- Fiscal balances: Nigeria’s fiscal balances are much weaker than at any time since the beginning of civilian regime. In the first five years of President Jonathan, the fiscal account was in deficit, on average by 4 per cent of GDP. During the first five years of civilian rule in contrast, the fiscal balance was in surplus, on average, by close to 2 percent of GDP. (Figure 2) Again, this is despite much lower oil revenue earnings during the earlier period. Even though the Jonathan fiscal deficit remains small by international standards, it is still higher than that of many oil exporting countries which are all accumulating surpluses rather than deficit and using the opportunity of high oil prices to invest in long term infrastructure. What is becoming clear to critical observers is that the budget deficit is more or less contrived through an unrealistic oil benchmark price. With lower revenue and higher expenditure projections, the result is a deficit balance. DMO is then required to “borrow” at excessive cost “to finance the deficit”. But with the usual less than 70 percent implementation rate of the budget, nobody has bothered to find out why there is still a deficit if the budgeted amount was not spent and why the need to accumulate new debt!
- Public debt: Public debt stock is much higher than
at any time since the Paris Club debt exit of 2006. In 2007, total
public debt fell to N2.678 trillion ($3.56billion external debt from
$36b, and N2.2trillion domestic debt). But as of end 2013, public debt
has increased by more than 300 percent to N8.423trillion ($8.2b
external, and N7.1 trillion domestic). (Figure 3).
If AMCON debt and other agencies are included, the total debt burden is now over N10 trillion. By end of 2014, Nigeria’s total debt should easily approach over $100b, most of which were accumulated in the past 6 years. Given the well-established negative correlation of debt and economic growth, how has growth been so strong?
- Debt service: According to 2013 federal budget data, close to 20 percent of recurrent expenditure is devoted to servicing debt alone, a contrast to 2007, when only around 10 percent of recurrent expenditure was spent on debt service. The major conundrum is the lack of clarity on why debt accumulation should be so high in the presence of historically high oil prices, and what exactly the debt is financing. Furthermore, government’s policy of accumulating debt at average interest rates of 13-15 percent when the same government is receiving less than 3 per cent on its savings (foreign reserves) beats economic logic. Why not use some of the savings to finance the needs and save 10 percent? It will also be interesting to find out why debt accumulation is bad in 1999-2007, but is now a good thing.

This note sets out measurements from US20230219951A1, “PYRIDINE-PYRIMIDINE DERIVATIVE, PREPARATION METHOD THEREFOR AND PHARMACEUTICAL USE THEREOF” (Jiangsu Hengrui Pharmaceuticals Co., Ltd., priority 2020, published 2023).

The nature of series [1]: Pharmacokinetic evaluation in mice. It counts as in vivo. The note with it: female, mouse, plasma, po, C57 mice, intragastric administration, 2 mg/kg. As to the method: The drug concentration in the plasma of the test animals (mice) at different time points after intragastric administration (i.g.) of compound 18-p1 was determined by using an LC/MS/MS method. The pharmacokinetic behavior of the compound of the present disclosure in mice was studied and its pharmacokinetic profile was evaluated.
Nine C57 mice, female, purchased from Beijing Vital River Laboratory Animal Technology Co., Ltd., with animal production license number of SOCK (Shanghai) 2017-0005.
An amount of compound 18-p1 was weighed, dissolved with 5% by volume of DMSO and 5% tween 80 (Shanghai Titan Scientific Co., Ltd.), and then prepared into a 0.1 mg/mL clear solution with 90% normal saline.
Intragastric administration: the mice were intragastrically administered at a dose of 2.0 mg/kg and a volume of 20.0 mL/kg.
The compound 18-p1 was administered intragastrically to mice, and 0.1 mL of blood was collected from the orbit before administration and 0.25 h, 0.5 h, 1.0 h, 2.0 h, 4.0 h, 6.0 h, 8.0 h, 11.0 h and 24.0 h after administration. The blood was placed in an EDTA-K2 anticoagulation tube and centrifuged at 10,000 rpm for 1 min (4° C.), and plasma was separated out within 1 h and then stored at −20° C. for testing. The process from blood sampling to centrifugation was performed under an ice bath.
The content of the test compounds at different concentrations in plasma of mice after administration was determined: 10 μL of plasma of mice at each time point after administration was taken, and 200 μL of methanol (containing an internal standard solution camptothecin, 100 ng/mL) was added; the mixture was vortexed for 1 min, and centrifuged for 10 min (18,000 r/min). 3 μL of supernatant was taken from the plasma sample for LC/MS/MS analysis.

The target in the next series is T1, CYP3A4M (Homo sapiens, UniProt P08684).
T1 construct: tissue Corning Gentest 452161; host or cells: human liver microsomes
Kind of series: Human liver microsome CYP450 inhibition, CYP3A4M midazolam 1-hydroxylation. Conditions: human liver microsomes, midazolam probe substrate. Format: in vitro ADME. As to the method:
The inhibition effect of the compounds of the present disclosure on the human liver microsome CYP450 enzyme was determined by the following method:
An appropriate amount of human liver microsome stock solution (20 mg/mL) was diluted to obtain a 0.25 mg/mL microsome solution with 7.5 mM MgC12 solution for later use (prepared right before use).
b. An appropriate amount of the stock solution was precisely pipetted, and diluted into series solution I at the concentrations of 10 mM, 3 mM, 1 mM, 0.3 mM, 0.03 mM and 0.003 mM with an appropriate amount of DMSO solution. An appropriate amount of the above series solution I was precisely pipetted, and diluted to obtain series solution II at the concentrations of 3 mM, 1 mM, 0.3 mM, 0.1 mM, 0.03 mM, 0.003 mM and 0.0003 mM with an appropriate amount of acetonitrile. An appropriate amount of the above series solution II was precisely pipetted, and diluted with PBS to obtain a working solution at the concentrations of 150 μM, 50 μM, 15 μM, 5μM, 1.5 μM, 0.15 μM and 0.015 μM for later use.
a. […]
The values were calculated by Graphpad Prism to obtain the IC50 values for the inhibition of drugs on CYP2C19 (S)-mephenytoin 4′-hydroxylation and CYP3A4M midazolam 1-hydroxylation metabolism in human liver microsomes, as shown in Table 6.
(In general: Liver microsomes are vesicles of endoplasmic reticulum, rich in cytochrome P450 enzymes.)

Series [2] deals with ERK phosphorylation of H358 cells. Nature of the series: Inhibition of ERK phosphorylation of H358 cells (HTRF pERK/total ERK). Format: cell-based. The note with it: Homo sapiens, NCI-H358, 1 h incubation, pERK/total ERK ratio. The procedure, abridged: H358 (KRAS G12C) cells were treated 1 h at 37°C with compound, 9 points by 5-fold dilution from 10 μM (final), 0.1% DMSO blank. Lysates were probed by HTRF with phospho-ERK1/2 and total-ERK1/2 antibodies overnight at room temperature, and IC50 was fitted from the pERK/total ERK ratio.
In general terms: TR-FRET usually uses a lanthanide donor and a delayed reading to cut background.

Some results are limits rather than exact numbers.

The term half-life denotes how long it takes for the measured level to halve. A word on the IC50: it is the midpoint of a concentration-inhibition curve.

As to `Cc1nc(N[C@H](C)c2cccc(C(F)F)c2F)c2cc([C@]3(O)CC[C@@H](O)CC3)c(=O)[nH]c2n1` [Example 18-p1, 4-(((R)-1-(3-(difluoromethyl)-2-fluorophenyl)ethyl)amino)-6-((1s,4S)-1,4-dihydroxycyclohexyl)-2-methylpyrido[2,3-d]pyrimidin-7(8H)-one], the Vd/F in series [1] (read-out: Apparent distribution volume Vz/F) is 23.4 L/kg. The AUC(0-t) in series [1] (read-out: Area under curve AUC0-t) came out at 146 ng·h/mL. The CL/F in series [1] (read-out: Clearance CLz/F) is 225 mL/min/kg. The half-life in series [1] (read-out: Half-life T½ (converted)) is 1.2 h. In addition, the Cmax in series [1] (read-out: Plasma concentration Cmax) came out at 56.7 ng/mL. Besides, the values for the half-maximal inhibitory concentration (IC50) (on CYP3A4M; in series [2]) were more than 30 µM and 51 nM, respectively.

- Foreign reserves: Nigeria’s foreign reserves have followed a pattern similar to the other indicators since the beginning of civilian rule. In the Obasanjo and Yar’Adua periods, reserves high enough to finance, on average over 7 and 10 months of imports respectively. However, in the six years of President Jonathan, it has declined to about 6.3 months of imports. (Figure 4). When compared with other oil exporting African countries, in the first two periods, Nigeria’s foreign reserve accumulation was stronger than those of other countries. However, in the recent period, Nigeria is just about catching up with others. Although stabilization funds exist, the federal government has struggled to replenish them, despite high oil prices.
The quality of growth
Apart from the growth rates that do not match economic realities, there are serious questions about the quality of Nigeria’s growth. Sustained growth over the years has not made a dent on poverty, or led to broad-based improvements in living standards. While some indicators improved in the early post military era, many have now nose-dived, as no conscious effort has been made to skew policies in favour of socio economic wellbeing. Some examples: